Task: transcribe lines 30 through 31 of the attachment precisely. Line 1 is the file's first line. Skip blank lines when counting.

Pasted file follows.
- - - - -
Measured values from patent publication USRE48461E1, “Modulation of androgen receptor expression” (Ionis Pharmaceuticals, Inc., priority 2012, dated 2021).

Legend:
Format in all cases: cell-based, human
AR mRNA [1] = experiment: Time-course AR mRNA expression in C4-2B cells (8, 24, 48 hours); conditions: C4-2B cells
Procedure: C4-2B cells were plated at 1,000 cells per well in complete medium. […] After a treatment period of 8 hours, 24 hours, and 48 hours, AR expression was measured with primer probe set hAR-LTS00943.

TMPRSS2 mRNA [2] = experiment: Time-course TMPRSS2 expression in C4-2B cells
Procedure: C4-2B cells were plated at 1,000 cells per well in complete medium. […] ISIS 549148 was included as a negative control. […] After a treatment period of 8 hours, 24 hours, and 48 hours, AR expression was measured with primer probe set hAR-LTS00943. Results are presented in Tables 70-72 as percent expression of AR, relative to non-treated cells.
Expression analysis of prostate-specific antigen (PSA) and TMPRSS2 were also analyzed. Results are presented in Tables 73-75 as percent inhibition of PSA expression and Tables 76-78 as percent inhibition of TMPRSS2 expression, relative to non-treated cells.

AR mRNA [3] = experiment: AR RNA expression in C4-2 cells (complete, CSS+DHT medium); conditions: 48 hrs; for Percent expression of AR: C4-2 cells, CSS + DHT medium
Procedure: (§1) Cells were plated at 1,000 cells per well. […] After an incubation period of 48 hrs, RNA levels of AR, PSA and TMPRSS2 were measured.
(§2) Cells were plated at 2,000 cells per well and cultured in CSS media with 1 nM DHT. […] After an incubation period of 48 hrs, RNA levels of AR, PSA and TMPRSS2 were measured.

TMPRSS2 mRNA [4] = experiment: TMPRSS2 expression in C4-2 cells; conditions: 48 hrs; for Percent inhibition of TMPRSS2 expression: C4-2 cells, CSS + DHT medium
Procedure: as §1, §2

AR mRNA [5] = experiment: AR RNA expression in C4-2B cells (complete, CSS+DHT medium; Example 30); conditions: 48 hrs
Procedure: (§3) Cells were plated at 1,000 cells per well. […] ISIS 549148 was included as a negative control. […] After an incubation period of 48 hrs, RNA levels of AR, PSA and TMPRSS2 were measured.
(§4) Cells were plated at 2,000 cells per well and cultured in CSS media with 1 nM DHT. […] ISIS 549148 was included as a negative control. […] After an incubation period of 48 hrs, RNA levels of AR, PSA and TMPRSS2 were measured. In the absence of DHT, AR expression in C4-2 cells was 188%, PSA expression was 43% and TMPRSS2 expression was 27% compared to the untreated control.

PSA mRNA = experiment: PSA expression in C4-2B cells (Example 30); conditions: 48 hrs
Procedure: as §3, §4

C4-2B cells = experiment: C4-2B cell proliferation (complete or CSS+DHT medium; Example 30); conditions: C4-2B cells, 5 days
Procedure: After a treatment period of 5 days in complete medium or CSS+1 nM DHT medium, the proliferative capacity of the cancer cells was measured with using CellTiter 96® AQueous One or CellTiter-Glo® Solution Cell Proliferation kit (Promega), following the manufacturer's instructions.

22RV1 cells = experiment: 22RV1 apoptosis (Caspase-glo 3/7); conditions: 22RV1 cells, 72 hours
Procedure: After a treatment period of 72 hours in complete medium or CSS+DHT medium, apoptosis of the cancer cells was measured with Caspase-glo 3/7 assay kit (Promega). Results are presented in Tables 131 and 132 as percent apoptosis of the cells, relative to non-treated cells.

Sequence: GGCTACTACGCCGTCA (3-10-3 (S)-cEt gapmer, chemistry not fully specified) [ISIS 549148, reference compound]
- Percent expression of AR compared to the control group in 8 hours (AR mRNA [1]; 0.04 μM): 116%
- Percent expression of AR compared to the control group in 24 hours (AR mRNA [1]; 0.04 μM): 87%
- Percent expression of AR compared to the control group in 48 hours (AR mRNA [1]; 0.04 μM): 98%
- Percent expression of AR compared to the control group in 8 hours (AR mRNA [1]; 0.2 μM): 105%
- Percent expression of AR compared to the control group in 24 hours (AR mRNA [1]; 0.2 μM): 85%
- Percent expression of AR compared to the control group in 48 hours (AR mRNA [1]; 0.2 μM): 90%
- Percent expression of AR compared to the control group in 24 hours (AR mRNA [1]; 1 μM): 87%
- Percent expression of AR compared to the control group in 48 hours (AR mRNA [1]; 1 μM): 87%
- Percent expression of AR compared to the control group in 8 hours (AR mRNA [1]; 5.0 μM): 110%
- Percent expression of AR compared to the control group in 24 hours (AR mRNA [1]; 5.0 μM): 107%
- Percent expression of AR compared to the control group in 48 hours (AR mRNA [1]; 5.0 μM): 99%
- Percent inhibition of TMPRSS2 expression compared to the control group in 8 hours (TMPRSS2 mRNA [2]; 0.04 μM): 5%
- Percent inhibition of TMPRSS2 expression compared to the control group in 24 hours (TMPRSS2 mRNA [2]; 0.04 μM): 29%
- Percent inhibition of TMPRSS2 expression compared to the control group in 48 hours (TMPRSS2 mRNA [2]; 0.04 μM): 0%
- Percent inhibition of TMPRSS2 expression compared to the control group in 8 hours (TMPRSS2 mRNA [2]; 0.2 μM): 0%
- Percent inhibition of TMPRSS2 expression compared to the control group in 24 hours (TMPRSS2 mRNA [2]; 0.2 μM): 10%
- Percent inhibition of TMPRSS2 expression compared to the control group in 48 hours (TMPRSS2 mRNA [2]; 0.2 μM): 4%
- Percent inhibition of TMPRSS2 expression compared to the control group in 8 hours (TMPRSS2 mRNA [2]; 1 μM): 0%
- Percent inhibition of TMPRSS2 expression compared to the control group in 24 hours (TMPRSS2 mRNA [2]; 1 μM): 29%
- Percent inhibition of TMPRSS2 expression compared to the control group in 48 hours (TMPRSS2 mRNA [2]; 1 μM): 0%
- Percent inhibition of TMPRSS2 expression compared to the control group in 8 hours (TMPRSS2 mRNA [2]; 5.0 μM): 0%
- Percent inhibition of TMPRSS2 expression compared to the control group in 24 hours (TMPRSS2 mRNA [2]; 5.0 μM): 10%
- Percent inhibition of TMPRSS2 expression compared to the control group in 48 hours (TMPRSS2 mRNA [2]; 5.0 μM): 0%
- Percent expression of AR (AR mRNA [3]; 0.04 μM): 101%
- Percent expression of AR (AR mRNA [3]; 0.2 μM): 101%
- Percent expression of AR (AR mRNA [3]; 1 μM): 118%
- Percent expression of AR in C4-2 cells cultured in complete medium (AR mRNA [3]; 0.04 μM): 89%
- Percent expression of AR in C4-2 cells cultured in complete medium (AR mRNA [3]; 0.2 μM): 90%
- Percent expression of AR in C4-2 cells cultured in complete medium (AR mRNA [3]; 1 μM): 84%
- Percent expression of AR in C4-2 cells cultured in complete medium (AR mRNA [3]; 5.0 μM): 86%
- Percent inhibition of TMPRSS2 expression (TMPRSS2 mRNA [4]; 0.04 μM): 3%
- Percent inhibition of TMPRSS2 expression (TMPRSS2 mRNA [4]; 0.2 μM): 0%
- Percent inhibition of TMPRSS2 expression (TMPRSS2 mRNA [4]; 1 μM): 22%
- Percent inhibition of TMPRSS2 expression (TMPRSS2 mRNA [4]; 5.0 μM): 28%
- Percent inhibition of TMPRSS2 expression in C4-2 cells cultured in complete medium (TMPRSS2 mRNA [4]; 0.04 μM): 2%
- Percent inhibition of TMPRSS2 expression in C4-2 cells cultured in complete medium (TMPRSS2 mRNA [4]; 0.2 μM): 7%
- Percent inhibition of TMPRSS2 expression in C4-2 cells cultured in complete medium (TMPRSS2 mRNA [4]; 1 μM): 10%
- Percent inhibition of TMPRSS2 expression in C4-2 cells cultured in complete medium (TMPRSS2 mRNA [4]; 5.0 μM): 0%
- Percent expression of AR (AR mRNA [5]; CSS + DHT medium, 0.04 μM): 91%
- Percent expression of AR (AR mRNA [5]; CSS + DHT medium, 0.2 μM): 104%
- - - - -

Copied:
- Percent expression of AR compared to the control group in 24 hours (AR mRNA [1]; 1 μM): 87%
- Percent expression of AR compared to the control group in 48 hours (AR mRNA [1]; 1 μM): 87%